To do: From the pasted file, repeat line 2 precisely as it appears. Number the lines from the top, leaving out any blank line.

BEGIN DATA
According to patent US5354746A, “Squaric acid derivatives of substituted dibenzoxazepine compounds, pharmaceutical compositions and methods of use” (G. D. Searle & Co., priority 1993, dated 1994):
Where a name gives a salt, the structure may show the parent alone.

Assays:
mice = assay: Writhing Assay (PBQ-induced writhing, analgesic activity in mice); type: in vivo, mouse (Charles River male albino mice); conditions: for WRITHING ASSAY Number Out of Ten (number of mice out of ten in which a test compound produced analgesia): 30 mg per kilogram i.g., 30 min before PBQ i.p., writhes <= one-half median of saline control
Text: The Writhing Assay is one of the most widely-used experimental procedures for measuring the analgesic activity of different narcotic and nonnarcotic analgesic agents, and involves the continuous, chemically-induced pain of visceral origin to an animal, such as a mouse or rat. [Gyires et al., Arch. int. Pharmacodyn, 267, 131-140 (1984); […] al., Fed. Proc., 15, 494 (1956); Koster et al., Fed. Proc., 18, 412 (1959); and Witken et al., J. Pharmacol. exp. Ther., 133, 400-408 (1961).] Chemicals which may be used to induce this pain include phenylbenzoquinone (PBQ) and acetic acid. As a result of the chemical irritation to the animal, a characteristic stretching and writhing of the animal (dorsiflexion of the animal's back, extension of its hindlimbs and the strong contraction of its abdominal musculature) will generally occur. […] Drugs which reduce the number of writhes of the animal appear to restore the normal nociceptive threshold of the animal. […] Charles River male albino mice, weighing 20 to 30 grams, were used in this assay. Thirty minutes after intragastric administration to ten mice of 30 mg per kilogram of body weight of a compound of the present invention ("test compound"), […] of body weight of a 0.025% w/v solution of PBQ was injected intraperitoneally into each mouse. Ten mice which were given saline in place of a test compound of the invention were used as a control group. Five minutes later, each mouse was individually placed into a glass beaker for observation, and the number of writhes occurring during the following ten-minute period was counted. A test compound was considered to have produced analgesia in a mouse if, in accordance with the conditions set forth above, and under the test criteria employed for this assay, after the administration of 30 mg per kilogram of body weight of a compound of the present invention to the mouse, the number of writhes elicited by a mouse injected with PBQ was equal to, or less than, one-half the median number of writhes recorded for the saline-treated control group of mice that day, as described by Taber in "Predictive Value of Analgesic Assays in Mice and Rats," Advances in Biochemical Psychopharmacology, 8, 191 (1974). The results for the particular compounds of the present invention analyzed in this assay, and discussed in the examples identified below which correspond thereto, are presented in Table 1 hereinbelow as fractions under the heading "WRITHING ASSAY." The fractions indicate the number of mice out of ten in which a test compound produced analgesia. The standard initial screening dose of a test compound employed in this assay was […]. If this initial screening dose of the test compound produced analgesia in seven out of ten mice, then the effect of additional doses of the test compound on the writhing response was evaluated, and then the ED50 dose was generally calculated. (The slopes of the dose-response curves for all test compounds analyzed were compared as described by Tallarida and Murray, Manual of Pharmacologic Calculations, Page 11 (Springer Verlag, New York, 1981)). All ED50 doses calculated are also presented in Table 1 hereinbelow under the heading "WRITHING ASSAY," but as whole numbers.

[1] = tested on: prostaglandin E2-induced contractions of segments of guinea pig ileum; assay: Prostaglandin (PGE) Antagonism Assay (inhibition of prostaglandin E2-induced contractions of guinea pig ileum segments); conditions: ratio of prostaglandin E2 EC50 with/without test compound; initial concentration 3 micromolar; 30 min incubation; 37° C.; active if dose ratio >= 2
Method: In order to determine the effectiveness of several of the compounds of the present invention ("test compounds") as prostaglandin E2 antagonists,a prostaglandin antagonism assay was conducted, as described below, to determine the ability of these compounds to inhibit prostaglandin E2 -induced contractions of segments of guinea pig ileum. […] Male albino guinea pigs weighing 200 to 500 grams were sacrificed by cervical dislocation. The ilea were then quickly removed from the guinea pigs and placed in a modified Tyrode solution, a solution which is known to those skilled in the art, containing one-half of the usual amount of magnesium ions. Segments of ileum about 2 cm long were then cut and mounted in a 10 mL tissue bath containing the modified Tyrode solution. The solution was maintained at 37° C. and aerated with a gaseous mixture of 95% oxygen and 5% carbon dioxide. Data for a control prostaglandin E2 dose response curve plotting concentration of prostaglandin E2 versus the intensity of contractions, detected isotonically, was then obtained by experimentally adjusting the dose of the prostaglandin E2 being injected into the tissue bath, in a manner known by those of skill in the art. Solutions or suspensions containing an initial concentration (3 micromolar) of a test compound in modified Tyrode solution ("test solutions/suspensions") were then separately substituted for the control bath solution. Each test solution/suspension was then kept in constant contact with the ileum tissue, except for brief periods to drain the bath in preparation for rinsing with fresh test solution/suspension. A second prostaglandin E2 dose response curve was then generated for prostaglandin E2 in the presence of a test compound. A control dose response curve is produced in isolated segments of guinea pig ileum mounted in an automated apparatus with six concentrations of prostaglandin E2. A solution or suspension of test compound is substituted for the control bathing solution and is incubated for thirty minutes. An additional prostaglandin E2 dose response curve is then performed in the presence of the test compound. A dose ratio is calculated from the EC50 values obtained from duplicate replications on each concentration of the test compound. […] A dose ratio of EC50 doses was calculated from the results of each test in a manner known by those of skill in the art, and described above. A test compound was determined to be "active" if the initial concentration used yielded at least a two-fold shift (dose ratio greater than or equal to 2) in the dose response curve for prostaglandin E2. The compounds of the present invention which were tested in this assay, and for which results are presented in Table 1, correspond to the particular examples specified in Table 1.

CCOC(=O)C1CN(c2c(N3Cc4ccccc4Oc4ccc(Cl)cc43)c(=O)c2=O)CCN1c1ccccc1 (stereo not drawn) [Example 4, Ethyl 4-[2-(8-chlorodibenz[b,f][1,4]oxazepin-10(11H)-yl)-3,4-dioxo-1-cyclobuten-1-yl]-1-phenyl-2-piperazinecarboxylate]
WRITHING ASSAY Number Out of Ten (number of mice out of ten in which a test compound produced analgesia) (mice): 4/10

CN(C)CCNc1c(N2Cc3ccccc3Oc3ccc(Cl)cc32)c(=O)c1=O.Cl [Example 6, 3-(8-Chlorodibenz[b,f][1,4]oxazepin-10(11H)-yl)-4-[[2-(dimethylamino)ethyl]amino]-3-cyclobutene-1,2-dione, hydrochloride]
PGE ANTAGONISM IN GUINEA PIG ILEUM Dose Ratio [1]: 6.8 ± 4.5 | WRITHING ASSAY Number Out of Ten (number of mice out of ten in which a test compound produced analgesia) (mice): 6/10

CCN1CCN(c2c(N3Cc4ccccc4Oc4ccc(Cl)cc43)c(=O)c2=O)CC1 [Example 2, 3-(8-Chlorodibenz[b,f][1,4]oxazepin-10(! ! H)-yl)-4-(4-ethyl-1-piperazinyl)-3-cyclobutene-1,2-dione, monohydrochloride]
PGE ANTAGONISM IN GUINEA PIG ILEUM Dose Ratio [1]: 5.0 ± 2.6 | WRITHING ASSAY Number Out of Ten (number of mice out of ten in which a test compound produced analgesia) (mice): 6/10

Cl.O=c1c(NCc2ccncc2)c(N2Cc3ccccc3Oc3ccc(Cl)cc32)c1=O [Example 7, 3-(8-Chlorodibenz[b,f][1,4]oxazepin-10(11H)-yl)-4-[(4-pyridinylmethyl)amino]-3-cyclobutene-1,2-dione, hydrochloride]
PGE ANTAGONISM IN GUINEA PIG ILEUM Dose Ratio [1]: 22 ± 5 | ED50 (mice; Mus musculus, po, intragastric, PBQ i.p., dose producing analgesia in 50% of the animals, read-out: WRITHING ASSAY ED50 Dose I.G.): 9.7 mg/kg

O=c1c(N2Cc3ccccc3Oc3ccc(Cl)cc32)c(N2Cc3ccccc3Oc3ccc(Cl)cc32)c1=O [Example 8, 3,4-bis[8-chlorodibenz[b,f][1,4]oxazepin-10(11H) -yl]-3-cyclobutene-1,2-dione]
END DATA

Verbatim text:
Where a name gives a salt, the structure may show the parent alone.